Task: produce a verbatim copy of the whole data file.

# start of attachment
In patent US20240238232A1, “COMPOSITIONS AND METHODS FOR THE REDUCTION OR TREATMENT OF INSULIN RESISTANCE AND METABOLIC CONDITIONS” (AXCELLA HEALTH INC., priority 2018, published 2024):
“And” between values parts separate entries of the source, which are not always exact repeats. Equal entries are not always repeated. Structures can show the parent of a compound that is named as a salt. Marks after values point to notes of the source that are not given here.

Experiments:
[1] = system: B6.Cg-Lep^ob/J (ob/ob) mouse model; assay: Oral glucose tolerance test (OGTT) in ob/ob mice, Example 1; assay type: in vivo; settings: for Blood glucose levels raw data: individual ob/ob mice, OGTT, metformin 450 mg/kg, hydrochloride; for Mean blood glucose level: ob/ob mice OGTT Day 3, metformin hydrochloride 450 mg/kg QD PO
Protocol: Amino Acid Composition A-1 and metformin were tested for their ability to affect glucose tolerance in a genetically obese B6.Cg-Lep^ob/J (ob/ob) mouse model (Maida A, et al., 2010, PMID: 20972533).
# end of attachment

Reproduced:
In patent US20240238232A1, “COMPOSITIONS AND METHODS FOR THE REDUCTION OR TREATMENT OF INSULIN RESISTANCE AND METABOLIC CONDITIONS” (AXCELLA HEALTH INC., priority 2018, published 2024):
“And” between values parts separate entries of the source, which are not always exact repeats. Equal entries are not always repeated. Structures can show the parent of a compound that is named as a salt. Marks after values point to notes of the source that are not given here.

Experiments:
[1] = system: B6.Cg-Lep^ob/J (ob/ob) mouse model; assay: Oral glucose tolerance test (OGTT) in ob/ob mice, Example 1; assay type: in vivo; settings: for Blood glucose levels raw data: individual ob/ob mice, OGTT, metformin 450 mg/kg, hydrochloride; for Mean blood glucose level: ob/ob mice OGTT Day 3, metformin hydrochloride 450 mg/kg QD PO
Protocol: Amino Acid Composition A-1 and metformin were tested for their ability to affect glucose tolerance in a genetically obese B6.Cg-Lep^ob/J (ob/ob) mouse model (Maida A, et al., 2010, PMID: 20972533).